So, as I prepared to continue my series on the love story in Homeland, truth be told, I got to the scene of Brody’s dream, a gun to his head singing the Marines’ Hymn through gritted teeth as he’s being ordered to bury Tom Walker and, gah, the pain. There’s his pain within the dream and then again after he wakes from it. It never really lets up, does it. And Carrie sees the pain too, in all its rawness, on the other side of the cameras in his bedroom. Then, she’s a witness as well to Brody crouched in a corner of his room in the dark, like a wounded bird, not moving for hours. The sheer torment of it all is still so fresh sometimes, and I got a bit hung up on it. Anyway, now that I’ve started the series, no going back now, I’ll be continuing soon enough. For now, let’s take a break to revisit the role which determined Damian to be the perfect fit for Nicholas Brody: Keane.
Took a while to get up the gumption to watch Keane. I knew enough about it to know it would be dark and harrowing and intense. One must block off some uninterrupted time and be in the right mindset to watch something like that.
I knew that Damian’s performance in Keane is what sold the Showtime brass on giving him the role of Nicholas Brody without an audition. The film is indeed intense watching. It’s a one man show really with the camera following Keane closely as he wanders the streets of New York, mostly silent and hopelessly disturbed. In William Keane, Damian captures perfectly the confusion of mental illness, the murky stare of loss and despair and incapacity to communicate effectively. I found the film was more about the performances than it was about the writing. Amy Ryan as the harried single mother, and Abigail Breslin, in that child-wise-beyond-her-years way she has, were great too, both cast perfectly, in an ultimately heartbreaking and raw story.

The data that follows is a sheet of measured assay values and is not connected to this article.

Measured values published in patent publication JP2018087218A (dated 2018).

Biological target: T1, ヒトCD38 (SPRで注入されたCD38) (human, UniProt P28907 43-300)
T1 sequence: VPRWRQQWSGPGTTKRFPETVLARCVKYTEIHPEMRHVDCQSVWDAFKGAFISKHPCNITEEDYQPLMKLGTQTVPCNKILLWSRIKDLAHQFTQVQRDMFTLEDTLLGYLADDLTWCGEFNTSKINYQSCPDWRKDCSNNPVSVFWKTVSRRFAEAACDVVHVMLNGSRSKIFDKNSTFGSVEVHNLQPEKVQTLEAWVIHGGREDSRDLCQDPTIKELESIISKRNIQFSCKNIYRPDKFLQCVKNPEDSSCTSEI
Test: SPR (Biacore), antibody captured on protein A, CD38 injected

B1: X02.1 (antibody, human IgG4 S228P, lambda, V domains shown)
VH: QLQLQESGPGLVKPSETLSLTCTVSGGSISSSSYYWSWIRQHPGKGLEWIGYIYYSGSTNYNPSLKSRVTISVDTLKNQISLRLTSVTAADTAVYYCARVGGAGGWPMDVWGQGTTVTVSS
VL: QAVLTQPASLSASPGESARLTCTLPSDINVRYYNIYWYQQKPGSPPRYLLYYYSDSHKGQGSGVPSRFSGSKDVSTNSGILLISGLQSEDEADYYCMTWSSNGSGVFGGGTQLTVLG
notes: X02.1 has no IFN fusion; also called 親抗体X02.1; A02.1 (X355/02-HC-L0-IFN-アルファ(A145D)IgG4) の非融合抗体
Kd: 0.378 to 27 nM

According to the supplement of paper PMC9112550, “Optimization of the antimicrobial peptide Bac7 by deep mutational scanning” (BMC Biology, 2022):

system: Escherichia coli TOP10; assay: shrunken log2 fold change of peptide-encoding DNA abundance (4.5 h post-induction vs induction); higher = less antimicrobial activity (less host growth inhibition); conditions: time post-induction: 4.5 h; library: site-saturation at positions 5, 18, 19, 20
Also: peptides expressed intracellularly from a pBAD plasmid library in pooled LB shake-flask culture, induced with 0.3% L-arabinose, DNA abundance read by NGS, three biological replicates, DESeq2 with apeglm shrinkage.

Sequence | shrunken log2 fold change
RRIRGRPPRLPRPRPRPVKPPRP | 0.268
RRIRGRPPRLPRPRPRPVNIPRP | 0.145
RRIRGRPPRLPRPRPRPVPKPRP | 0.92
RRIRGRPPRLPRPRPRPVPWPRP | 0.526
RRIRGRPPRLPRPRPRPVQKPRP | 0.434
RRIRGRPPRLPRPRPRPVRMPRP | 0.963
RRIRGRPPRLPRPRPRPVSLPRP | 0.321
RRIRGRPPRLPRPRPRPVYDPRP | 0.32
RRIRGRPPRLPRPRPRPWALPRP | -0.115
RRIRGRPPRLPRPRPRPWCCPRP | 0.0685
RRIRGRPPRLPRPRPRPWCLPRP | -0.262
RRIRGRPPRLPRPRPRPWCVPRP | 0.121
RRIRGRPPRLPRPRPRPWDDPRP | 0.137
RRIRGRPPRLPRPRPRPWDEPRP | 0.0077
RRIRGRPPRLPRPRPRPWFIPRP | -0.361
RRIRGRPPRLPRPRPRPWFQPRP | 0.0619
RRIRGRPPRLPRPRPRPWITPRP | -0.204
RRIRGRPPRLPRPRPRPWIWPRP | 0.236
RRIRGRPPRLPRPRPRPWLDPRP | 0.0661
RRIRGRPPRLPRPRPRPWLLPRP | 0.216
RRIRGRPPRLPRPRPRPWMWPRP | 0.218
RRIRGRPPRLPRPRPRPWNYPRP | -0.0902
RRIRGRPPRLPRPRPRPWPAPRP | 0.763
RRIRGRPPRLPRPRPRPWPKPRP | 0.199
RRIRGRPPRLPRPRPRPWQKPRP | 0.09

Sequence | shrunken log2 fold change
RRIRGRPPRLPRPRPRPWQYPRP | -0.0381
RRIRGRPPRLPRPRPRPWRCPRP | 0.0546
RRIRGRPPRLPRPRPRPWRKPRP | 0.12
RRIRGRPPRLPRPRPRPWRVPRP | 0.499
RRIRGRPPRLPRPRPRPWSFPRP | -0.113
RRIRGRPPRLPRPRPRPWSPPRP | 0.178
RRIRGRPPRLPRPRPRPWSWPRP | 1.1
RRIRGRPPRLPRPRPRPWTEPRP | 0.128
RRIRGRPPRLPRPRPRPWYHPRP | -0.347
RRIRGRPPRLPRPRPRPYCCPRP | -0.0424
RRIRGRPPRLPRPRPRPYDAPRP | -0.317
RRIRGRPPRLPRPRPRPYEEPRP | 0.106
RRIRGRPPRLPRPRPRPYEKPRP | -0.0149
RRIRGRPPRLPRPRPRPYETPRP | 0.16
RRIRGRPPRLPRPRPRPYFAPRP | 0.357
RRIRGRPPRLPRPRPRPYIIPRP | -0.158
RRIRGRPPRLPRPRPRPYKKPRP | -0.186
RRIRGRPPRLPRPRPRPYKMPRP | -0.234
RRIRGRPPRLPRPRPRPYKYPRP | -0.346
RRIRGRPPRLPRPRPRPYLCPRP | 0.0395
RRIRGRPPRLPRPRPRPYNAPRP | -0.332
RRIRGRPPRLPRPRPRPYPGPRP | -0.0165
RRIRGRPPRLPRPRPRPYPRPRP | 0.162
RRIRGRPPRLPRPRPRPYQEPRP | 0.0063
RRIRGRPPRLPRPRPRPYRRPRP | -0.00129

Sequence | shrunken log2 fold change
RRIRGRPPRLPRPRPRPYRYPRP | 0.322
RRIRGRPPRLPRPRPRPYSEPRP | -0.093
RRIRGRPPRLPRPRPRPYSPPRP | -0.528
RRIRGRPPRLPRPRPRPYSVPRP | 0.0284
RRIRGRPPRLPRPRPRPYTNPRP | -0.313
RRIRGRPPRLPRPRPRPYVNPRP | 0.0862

I’d read that his role in Keane was one Damian was particularly proud of, but it wasn’t until I heard him say so myself, that I knew I owed it to the film to watch it.
At the New Yorker Festival interview, although we didn’t see any clips from Keane as we did for his other work, Damian himself brought up his work in the film.
First, Damian described “the conundrum” of acting as:
“…this mixture of rehearsal and research and coming prepared ready to deliver something combined with a total free spontaneity, something which is unintellectualized, something that is just felt and received, an animal response to whatever happens in the moment. An actor must be prepared to do that at any moment and be receptive and open to that.”
Lauren Collins then asked Damian whether he carries around a notebook or something collecting his observations about people, their little ticks and what not. And that started him telling us about some of his preparation for Keane. “It was a film about a man who’d lost his daughter and is in the middle of a break down. It was a comedy,” he deadpanned. He described sitting in welfare hotels with the writer of Keane, Lodge Kerrigan, as he rewrote scenes. Damian also spent time in the other principal setting for the film, Port Authority Bus Terminal, talking to the “homeless and not well”.
“I think I feel responsibility very keenly, whether you’re playing a soldier in WWII and that veteran is still alive, that the story is represented well and truthfully, whether you’re playing someone with mental illness, you present it truthfully and honestly, it’s essential, otherwise it’s all just a big lie, and what’s the point.”